The shape of our cities reflects a period of industry and occupational change where white collar jobs quickly outpaced growth of traditional blue collar, black collar (mining and resources) and agriculture occupations.
In the post-industrial world, the office worker became supreme and the preferred place of work for many was an office tower in a centralised location. Workers shuffled to work in their droves at the same time each day, and shuffled home at the same time each night. We built extensive ‘hub and spoke’ transport systems, centred on CBDs, to support this pattern of employment. But if you think this describes how work will continue into the future, you’d be wrong.
Technology means that where once we relied on physical proximity for effective communication and networking, we can now rely on mobile devices that don’t even require a physical connection. Plus, that same technology is rendering huge swathes of the white collar class of worker redundant. Images of typing pools full of secretaries banging out correspondence are a stark reminder of how profound this change can be.
Change is the one constant and the pace of that change is accelerating. The fastest growing industries of the future will no longer be white collar but pink collar: health and social welfare. This includes professions from surgeons to GPs to nurses to child care or aged care, various therapies and counsellors, dental, and even laundry workers, cleaners and administrative support roles.
Already our biggest single industry, it employs more than 1.5 million Australians. It grew by over 20 per cent in the five years to 2015 and that rate of growth is unlikely to change going forward. Nearly half of everyone in this industry has a bachelor’s degree or some higher education qualification so they’re not all hospital cleaners – many will be skilled professionals.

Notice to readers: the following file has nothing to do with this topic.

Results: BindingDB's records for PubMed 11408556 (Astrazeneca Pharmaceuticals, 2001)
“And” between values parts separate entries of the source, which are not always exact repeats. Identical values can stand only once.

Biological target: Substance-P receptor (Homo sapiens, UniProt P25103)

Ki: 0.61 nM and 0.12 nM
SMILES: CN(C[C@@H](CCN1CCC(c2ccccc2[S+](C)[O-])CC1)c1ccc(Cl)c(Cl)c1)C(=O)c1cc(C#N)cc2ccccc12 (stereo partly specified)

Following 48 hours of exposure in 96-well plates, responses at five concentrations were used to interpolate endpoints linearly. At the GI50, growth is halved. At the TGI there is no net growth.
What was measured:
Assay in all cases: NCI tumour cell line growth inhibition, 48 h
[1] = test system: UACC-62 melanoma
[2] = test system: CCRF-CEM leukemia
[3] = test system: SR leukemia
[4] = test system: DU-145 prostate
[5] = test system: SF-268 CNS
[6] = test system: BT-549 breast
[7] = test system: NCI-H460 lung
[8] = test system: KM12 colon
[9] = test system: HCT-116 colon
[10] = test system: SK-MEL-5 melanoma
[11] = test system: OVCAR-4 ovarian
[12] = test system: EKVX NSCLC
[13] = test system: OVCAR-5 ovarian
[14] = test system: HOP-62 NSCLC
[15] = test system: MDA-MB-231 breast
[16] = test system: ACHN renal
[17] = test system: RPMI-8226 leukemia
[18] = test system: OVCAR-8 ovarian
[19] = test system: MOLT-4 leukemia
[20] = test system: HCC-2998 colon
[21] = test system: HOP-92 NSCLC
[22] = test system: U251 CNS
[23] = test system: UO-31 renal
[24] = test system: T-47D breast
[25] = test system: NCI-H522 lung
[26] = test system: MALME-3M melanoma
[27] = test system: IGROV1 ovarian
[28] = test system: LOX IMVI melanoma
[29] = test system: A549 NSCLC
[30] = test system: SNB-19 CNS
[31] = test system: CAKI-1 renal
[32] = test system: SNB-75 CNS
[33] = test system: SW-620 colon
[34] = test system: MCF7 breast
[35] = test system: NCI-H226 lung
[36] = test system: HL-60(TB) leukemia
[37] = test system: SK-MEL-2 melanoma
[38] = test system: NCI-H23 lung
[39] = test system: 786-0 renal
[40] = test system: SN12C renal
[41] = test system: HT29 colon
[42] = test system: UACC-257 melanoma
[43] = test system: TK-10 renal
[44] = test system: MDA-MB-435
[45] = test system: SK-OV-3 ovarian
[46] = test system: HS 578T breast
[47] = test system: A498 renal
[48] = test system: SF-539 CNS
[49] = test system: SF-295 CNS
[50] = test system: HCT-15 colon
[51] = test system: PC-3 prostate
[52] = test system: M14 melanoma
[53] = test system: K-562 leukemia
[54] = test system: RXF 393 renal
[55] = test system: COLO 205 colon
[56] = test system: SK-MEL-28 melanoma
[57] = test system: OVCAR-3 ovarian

This will be followed by the professional, scientific and technical services industry and very close behind that, the education and training industry. Construction, manufacturing (yes, still growing despite all attempts to kill it off) and accommodation and food services round up the top six biggest growth industries of the future.
This is important because the nature of growth industries of the future – and more particularly where they will be located – is going to reshape our cities in a very different way to the industries that grew with and shaped our cities in the past. This was highlighted in a recent report on employment in the growing region of South East Queensland, prepared by Macroplan for The Suburban Alliance.
This report demonstrated in stark terms how different industries will have different impacts on cities and create different patterns of workplace need. The health and social services sector for example – without argument the fastest growing of all – has one of the lowest levels of centralisation of any industry. The growth in this sector will mean hundreds of thousands of new jobs located outside the inner city, in suburban business districts.
The same applies to the education industry (another fast riser) and even when it comes to professional services, the era where these were concentrated in the inner city has already passed. Only 24 per cent of people who describe their occupation as “professional” work in the inner city. The rest are in suburban workplaces and growth in this industry sector is therefore likely to stimulate significant demand for more space in suburban business districts scattered across our metro regions.
How we respond to this likely change will be interesting. Much of our thinking around urban development seems to owe much to a sentimental view of what a city should look like: lots of high rise towers in one central location surrounded by suburbs and serviced by heavy rail. The nature of the growth industries of the future and the occupations that service them will, however, require a very different urban model: a multi-centred metropolis, all interconnected and possibly with an Uberised form of public transport using driverless coaches operating between centres. Choose your own image of the future, but I can guarantee whichever you choose, it won’t be what we have today.
Thankfully under this dispersed model, people should be able to live closer to their place of work. This is a vast improvement over the present, largely insane notion of putting all the high income jobs in one place and creating by default either impossible real estate prices (for those who want to live close to these jobs) or excessive commutes (for those who can’t), along with the impossibly high infrastructure costs associated with trying to recreate a version of Manhattan in Australian cities.
Hope springs eternal, but whether our planning regulations and political will are up to the task of thinking through how future work will reshape our cities, and what this means for existing land uses and densities in various suburban centres, remains to be seen.